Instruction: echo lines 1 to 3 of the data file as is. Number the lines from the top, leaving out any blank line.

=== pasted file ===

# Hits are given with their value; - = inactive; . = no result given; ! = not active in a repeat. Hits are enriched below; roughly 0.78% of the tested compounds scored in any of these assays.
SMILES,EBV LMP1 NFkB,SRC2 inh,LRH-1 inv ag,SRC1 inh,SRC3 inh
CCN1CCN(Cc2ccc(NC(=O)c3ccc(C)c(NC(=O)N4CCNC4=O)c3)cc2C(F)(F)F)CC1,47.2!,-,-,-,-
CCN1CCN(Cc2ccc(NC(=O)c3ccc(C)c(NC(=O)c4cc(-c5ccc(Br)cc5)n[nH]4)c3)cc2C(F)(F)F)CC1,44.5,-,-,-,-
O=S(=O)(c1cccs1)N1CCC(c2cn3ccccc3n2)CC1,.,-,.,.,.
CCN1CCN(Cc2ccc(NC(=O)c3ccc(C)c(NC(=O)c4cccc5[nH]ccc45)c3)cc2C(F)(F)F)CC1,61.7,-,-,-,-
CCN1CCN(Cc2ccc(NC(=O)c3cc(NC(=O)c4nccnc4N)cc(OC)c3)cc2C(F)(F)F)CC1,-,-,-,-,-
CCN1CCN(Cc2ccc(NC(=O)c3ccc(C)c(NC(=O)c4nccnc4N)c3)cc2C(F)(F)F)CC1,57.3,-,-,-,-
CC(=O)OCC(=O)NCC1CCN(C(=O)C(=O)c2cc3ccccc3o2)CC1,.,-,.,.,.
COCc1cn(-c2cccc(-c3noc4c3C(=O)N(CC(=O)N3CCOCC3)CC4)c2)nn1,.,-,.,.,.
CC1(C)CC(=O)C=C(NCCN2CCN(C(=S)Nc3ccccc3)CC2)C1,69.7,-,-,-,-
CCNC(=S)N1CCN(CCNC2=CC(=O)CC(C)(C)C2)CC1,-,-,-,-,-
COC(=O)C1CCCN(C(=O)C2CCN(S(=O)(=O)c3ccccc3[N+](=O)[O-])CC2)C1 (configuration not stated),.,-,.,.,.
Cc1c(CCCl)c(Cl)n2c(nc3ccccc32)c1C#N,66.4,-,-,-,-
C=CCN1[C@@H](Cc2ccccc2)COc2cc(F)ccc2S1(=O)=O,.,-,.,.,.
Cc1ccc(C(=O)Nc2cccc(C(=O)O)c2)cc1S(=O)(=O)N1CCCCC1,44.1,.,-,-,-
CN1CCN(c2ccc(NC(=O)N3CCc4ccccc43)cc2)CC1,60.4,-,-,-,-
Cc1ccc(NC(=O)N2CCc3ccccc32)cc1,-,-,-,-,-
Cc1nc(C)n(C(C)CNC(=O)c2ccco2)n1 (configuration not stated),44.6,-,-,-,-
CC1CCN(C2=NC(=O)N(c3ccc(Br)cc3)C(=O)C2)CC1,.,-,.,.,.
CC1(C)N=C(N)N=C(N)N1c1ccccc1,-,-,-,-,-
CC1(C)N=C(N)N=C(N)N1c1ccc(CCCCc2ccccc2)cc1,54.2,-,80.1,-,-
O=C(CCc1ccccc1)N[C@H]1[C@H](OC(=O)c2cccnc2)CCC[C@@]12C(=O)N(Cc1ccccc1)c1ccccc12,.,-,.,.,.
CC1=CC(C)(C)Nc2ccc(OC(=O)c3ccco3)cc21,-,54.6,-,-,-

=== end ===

# Hits are given with their value; - = inactive; . = no result given; ! = not active in a repeat. Hits are enriched below; roughly 0.78% of the tested compounds scored in any of these assays.
SMILES,EBV LMP1 NFkB,SRC2 inh,LRH-1 inv ag,SRC1 inh,SRC3 inh
CCN1CCN(Cc2ccc(NC(=O)c3ccc(C)c(NC(=O)N4CCNC4=O)c3)cc2C(F)(F)F)CC1,47.2!,-,-,-,-